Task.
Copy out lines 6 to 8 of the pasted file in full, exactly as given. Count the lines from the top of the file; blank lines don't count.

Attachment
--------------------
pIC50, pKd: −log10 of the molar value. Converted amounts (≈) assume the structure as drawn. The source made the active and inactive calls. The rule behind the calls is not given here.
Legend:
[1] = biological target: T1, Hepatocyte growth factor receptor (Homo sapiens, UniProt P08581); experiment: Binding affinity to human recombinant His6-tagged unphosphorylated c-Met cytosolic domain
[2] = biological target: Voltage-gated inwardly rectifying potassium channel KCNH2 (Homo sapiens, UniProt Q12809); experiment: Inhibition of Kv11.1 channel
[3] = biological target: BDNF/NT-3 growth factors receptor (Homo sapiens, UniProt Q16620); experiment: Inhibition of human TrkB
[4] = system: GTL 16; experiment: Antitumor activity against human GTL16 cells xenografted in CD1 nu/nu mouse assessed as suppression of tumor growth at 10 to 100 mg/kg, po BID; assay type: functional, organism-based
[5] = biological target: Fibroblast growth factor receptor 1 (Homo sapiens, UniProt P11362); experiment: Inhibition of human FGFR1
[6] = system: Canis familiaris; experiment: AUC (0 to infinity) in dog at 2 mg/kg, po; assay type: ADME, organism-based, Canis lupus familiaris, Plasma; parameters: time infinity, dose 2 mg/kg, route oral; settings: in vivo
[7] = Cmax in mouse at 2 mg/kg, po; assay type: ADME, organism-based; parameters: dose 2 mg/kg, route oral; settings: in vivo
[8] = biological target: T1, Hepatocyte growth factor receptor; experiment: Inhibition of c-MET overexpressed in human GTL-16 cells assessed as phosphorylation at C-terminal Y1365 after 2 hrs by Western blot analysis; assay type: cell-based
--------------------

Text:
[4] = system: GTL 16; experiment: Antitumor activity against human GTL16 cells xenografted in CD1 nu/nu mouse assessed as suppression of tumor growth at 10 to 100 mg/kg, po BID; assay type: functional, organism-based
[5] = biological target: Fibroblast growth factor receptor 1 (Homo sapiens, UniProt P11362); experiment: Inhibition of human FGFR1
[6] = system: Canis familiaris; experiment: AUC (0 to infinity) in dog at 2 mg/kg, po; assay type: ADME, organism-based, Canis lupus familiaris, Plasma; parameters: time infinity, dose 2 mg/kg, route oral; settings: in vivo